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MRI Study of Noninvasive Transcranial Electrical Stimulation in Tinnitus

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ClinicalTrials.gov Identifier: NCT03544359
Recruitment Status : Recruiting
First Posted : June 1, 2018
Last Update Posted : July 24, 2019
Sponsor:
Collaborator:
National Institute on Deafness and Other Communication Disorders (NIDCD)
Information provided by (Responsible Party):
Amber Leaver, Northwestern University

Brief Summary:

The purpose of this research is to understand how a neuromodulation technique, transcranial electrical stimulation (tES), affects brain function in adults with chronic tinnitus measured with functional magnetic resonance imaging (fMRI). We hypothesize that multiple sessions of tES (5 consecutive days) will modulate:

  1. Overall activity and local connectivity within brain regions near tES electrodes, and
  2. Functional connectivity within brain networks associated with brain regions near tES electrodes.

In exploratory analyses, we also measure the extent to which the hypothesized changes listed above a related to changes in tinnitus symptoms after tES.


Condition or disease Intervention/treatment Phase
Tinnitus, Subjective Device: Transcranial electrical stimulation (tES) Early Phase 1

Detailed Description:
Chronic subjective tinnitus is a common and sometimes disabling condition, with few effective treatments and no cure. Tinnitus is thought to involve dysfunction in central brain networks subsequent to peripheral injury or interference; thus, neurostimulation therapies that directly target central circuits are receiving growing interest. Of these, noninvasive transcranial electrical stimulation (tES) is an attractive option, due to its relative affordability, mobility, and favorable safety profile. A growing number of studies have demonstrated that tES of temporal/auditory cortex is effective at transiently reducing tinnitus symptoms, including tinnitus loudness and tinnitus distress. However, the results of previous clinical trials are variable, and a mechanistic understanding of tES and its therapeutic effects remains elusive. The main goal of this research is to lay the groundwork for improved, patient-centered approaches to noninvasive neurostimulation therapy for chronic tinnitus. To accomplish this long-term goal, this study will determine how the intrinsic activity and connectivity of auditory networks are affected during simultaneous tES-fMRI of auditory cortex, specifically in those patients who experience reduced tinnitus symptoms after 5 consecutive days of tES. Though the primary goal of the proposed research is to optimize tES for the treatment of tinnitus, these studies will also provide a wealth of information regarding tinnitus pathophysiology and the mechanisms of tES more generally, which is being investigated for the treatment of a wide variety of brain disorders and injuries.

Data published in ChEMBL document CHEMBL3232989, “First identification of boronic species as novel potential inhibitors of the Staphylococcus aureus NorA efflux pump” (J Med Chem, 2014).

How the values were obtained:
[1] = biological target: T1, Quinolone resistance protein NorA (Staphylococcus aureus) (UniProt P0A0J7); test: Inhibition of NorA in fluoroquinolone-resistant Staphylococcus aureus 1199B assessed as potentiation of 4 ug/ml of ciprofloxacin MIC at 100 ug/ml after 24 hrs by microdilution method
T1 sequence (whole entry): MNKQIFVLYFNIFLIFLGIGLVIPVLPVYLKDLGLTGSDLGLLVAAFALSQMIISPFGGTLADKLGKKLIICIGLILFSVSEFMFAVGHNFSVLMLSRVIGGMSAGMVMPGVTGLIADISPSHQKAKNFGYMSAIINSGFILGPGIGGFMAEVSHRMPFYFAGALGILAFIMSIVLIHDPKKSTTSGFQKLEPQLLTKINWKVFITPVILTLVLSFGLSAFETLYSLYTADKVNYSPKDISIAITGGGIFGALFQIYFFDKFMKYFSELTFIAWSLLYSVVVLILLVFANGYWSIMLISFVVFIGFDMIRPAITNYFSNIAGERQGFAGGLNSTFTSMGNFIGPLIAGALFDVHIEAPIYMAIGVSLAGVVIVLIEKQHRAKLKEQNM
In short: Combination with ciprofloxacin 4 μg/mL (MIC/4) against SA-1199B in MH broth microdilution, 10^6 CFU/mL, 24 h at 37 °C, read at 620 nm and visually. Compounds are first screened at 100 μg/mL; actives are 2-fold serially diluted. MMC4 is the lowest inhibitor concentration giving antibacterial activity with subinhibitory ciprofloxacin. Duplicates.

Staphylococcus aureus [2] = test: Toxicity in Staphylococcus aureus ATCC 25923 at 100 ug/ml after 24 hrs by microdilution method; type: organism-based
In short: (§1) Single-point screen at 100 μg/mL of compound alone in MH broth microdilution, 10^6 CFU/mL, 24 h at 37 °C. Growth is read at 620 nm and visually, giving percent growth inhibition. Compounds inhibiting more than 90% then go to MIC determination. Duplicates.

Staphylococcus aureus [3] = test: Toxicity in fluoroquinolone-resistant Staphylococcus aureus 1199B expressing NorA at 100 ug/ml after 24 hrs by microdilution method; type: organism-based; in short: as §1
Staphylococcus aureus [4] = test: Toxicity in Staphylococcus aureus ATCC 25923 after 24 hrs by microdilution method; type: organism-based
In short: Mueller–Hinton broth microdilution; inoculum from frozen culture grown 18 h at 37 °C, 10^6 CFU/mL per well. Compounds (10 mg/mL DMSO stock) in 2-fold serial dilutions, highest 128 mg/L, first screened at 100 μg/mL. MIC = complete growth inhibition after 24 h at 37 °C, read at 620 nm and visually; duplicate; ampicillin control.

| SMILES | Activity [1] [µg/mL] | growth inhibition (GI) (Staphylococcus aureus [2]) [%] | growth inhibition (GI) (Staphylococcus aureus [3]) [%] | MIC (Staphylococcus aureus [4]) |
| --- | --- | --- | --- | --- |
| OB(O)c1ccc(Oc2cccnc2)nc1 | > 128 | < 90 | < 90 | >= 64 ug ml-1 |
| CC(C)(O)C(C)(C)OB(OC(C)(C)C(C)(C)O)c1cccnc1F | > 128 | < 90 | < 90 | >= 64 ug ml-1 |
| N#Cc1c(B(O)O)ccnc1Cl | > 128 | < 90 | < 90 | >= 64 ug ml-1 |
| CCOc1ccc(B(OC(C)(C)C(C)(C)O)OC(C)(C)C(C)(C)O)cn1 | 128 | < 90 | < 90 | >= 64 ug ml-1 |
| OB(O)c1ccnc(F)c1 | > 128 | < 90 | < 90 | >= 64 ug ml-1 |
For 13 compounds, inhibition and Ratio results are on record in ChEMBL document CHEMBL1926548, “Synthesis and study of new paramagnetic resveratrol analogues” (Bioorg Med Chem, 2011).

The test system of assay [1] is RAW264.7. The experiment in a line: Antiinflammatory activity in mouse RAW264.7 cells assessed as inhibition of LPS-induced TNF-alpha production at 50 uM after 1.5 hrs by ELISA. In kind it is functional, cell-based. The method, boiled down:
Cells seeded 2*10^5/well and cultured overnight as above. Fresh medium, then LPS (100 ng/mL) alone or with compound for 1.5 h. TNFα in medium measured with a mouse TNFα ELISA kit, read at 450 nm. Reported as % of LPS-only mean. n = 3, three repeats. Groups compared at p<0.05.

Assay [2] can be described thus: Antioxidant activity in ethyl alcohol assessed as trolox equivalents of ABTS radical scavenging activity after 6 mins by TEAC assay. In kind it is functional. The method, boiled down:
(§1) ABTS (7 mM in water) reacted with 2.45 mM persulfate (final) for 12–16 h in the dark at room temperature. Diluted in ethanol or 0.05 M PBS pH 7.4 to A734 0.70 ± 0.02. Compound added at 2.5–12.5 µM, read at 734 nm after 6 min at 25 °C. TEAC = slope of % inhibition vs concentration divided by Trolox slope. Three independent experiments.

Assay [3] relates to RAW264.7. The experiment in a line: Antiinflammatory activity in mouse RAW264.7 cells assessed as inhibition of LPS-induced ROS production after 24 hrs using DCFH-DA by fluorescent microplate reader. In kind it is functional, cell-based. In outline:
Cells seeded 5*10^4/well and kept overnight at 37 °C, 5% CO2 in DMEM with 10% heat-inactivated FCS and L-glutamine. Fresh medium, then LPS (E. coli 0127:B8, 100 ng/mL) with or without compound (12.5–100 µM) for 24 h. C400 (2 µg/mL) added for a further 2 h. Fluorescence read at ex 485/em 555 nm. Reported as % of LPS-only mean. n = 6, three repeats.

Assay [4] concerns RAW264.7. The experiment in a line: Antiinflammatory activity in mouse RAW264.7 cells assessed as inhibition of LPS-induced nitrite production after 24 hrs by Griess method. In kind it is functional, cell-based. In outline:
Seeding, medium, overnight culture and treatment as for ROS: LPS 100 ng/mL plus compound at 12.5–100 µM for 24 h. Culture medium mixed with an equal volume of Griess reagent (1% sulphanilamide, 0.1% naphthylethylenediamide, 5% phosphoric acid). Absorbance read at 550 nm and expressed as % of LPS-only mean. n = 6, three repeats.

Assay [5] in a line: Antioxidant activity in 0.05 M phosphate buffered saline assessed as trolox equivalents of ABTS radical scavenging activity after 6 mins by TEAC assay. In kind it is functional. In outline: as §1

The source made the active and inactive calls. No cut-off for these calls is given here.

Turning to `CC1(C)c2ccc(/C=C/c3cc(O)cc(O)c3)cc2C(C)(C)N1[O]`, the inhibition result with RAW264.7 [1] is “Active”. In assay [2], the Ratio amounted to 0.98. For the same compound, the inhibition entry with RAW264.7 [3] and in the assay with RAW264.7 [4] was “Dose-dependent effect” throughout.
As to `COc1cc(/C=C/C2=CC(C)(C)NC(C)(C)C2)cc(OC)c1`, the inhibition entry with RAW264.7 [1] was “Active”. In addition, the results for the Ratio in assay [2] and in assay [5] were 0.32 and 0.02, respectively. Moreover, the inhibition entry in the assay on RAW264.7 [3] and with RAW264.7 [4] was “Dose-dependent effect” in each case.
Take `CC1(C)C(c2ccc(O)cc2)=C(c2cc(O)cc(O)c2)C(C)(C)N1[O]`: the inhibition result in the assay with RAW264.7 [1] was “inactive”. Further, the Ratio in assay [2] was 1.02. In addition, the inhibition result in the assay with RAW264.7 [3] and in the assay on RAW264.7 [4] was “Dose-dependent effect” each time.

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Study Type : Interventional  (Clinical Trial)
Estimated Enrollment : 35 participants
Allocation: Randomized
Intervention Model: Parallel Assignment
Intervention Model Description: Eligible volunteers will be randomly assigned to receive either 5 consecutive days of active tES or 5 consecutive days of sham/inactive tES.
Masking: Single (Participant)
Primary Purpose: Basic Science
Official Title: Longitudinal Functional MRI Study of Transcranial Electrical Stimulation in Chronic Tinnitus
Actual Study Start Date : August 1, 2018
Estimated Primary Completion Date : August 2021
Estimated Study Completion Date : August 2021

Resource links provided by the National Library of Medicine

MedlinePlus related topics: Tinnitus

Arm Intervention/treatment
Active Comparator: Active tES Device: Transcranial electrical stimulation (tES)
In tES, a mild electrical current is passed between two or more electrodes placed on the volunteer's head (scalp). In this study, a mild unvarying (constant) electrical 2mA current is passed between two rubber electrodes placed on the head over auditory cortex for 20 minutes per session for 5 consecutive days. Because the electrical current direction (positive/negative) and current amplitude (2mA) does not vary or change during stimulation, this type of tES is also called transcranial "direct current" stimulation, or tDCS.
Other Name: Transcranial direct current stimulation (tDCS)

Sham Comparator: Sham/Inactive tES Device: Transcranial electrical stimulation (tES)
In tES, a mild electrical current is passed between two or more electrodes placed on the volunteer's head (scalp). In this study, a mild unvarying (constant) electrical 2mA current is passed between two rubber electrodes placed on the head over auditory cortex for 20 minutes per session for 5 consecutive days. Because the electrical current direction (positive/negative) and current amplitude (2mA) does not vary or change during stimulation, this type of tES is also called transcranial "direct current" stimulation, or tDCS.
Other Name: Transcranial direct current stimulation (tDCS)




Primary Outcome Measures :
  1. Changes in brain function (functional connectivity) [ Time Frame: baseline, interim (1 week after baseline), and post-tES (2 weeks after tES) ]
    Changes in temporal coherence (functional connectivity) of local auditory-cortex activity and auditory networks measured with BOLD-fMRI


Secondary Outcome Measures :